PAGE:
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John Darkow, Columbia Daily Tribune, Missouri

Too Many Moments of Silence

Families Should Be Able to Seek Gun Restraining Order


Today marks one month since the tragic violence in Isla Vista.

The last few weeks have been challenging for our community, as we come together to try to heal from the violence that left six young, innocent victims dead, with more injured.

It has been a month of vigils and memorials, a month full of graduations and remembrances, and a month full of questions as we look toward the future.

Over the past few weeks, I’ve met with parents of victims. I’ve sat down with law enforcement officials and mental health professionals to discuss what happened. I had coffee with UCSB students and community members in Isla Vista to hear their thoughts.

And through it all, I have heard two things — frustration and a demand for action.

Unfortunately, in that same period of time, there have been three more high-profile shootings added to the list of communities affected by gun violence.

Our friends and neighbors in Seattle, in Portland, and in Las Vegas have all witnessed gun violence in their own communities since May 23 — all within the month after the incident in our backyard.

That is not acceptable.

In Washington, we have held moments of silence and passed resolutions on the House floor, important steps to remember the victims of these senseless tragedies, and to condemn this violence. But enough is enough. I am tired of moments of silence; we’ve had too many. It is time to act.

Last week I attended a lunch with my former colleague Gabby Giffords, herself a victim of gun violence, and her group Americans for Responsible Solutions. I was joined by White House officials, advocates, and several of my colleagues to discuss how we, as women, can lead the fight to prevent and reduce gun deaths and injuries.

How do we fill the gaps in our laws and systems to address not only the type of gun violence we saw in Isla Vista, but the kind that’s happening day in and day out across the country? Knowing that suicide is a large component of our nation’s gun violence problem, how do we give families another tool in the toolbox if they believe a relative could be harmful to others or themselves?

When examining these difficult questions, I, in concert with my California Senate colleagues Barbara Boxer and Dianne Feinstein, wrote the Pause for Safety Act. This important bill would allow families to seek a gun violence prevention order if someone close to them poses a threat to himself, herself, or others. It would also ensure that law enforcement makes full use of all existing state and local gun databases when assessing a tip, warning, or request from a concerned family member or close associate.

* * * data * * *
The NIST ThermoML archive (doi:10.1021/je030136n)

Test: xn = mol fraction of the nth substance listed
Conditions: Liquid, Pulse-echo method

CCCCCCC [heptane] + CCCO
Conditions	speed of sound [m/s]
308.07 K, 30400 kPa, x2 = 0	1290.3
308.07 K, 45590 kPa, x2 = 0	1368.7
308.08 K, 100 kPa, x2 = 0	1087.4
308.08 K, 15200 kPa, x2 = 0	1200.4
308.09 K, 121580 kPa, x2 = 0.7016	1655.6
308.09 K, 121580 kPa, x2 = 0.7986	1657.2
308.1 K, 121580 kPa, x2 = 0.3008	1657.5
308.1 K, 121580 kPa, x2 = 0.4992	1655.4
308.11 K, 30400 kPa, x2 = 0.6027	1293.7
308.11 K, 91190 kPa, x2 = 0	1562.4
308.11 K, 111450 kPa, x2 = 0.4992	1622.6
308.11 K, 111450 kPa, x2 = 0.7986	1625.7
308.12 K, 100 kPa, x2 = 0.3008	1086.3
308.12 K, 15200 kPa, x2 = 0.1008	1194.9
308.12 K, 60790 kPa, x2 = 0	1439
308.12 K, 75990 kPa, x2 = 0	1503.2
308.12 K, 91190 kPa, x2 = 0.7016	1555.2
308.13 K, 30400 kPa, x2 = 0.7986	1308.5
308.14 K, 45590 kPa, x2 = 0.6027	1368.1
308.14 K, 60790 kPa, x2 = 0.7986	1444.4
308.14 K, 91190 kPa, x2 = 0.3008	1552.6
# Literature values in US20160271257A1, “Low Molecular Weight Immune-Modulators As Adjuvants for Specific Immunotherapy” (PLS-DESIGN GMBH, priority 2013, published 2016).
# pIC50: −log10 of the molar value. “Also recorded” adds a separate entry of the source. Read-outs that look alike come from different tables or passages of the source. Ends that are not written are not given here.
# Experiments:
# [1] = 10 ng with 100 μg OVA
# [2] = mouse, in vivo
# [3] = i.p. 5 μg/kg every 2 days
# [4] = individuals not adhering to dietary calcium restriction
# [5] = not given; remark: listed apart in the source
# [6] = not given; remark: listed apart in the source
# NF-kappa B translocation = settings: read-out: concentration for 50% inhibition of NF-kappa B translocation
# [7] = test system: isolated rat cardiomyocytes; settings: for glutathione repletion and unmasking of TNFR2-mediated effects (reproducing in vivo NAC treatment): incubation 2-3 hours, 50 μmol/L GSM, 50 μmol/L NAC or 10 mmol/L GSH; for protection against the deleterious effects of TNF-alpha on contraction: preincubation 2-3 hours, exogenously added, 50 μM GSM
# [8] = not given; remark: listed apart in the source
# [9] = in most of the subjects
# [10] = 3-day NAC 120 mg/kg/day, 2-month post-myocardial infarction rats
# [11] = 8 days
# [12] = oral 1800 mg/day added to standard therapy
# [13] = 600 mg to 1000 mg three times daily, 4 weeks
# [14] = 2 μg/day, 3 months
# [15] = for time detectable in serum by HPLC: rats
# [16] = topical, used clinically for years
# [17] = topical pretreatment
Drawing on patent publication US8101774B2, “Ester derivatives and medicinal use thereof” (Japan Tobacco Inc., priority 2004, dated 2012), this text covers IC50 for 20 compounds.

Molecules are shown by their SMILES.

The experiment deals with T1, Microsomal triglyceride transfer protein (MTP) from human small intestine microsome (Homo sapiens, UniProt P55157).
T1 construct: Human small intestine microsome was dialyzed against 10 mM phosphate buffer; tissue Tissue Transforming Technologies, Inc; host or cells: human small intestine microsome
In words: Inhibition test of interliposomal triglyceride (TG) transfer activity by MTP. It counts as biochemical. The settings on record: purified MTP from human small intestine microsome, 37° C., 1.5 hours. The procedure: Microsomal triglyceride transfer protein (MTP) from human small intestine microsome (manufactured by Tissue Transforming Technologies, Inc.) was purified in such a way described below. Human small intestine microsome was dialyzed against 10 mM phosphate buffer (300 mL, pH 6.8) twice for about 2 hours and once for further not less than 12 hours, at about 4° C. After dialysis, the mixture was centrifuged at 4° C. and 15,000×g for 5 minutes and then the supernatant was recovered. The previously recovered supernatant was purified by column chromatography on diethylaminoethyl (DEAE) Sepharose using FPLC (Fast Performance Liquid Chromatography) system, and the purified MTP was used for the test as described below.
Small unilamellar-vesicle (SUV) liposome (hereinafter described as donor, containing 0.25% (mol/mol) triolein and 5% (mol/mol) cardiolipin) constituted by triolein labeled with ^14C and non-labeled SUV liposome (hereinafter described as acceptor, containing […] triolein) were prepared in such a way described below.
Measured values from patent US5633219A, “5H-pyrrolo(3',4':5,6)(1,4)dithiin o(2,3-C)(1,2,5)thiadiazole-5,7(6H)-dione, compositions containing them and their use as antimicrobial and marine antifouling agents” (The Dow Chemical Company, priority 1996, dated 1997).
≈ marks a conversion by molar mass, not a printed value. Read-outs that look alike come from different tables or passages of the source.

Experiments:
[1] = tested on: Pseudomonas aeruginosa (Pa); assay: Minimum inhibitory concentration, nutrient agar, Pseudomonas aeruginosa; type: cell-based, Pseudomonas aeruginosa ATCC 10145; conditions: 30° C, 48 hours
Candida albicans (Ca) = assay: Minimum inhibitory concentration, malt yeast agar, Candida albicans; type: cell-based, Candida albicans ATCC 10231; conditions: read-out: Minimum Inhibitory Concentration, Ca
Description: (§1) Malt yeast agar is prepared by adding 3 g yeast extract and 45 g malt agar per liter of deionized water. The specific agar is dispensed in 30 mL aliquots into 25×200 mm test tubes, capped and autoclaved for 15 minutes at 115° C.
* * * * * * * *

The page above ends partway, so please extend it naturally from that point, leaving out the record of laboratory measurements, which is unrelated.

There were clear red flags before the Isla Vista rampage. That means we need to make sure our families and law enforcement have the tools to intervene when someone is in crisis.

We also need to address our underfunded and often fractured mental health system, which is why I have joined my colleague from Napa, Representative Mike Thompson, as an original cosponsor of his bill, the Promoting Healthy Minds for Safer Communities Act.

This bill would strengthen our mental health system and improve mental health intervention efforts, help keep guns away from those who should not have them, provide tools to better understand mental illness and the gun violence epidemic, and ensure a fair restoration process of firearm ownership rights.

And while these two bills will address some of the most news-grabbing headlines, we also need to do more to address the violence that doesn’t always make national news but happens on a regular basis — often at the hands of an intimate partner.

When it comes to gun violence, the most dangerous place for a woman in the developed world is the United States, where women are 11 times more likely to be murdered with a gun than women in any other developed countries. And more than three times as many women are murdered by guns used by their intimate partners than are murdered by strangers using a gun, knife, or any other weapon combined.

That is why, last week, I introduced the Protecting Domestic Violence and Stalking Victims Act, a bill that would close several loopholes that exist in current federal protections against gun violence for those experiencing domestic violence or stalking.

Closing these loopholes will help protect millions of women and save lives.

Our laws must recognize that an abusive ex-boyfriend with a gun is just as deadly as an abusive ex-husband with a gun.

And our laws must recognize that an abuser under an emergency temporary restraining order is just as dangerous — if not more dangerous — than an abuser under a permanent restraining order. This will protect victims when they are most at risk — when a domestic abuser first learns his victim has left him and is ending the relationship.

And our laws must stop treating stalking convictions differently than other domestic violence crimes. This bill would close these unacceptable loopholes, protecting women when they are most at risk, while ensuring due process for the abuser.

Gun safety and the Second Amendment are not mutually exclusive, and the two can coexist. But we must take action so that everyone from the students in Isla Vista to neighbors at a movie theater in Aurora can walk the streets in peace. Action so that children and college students can learn in educational environments without sitting in fear, and so that men and women who seek help from an abuser can be protected.

We must not allow these tragedies to beget yet more tragedies followed by more moments of silence, and then inaction. We must act now.

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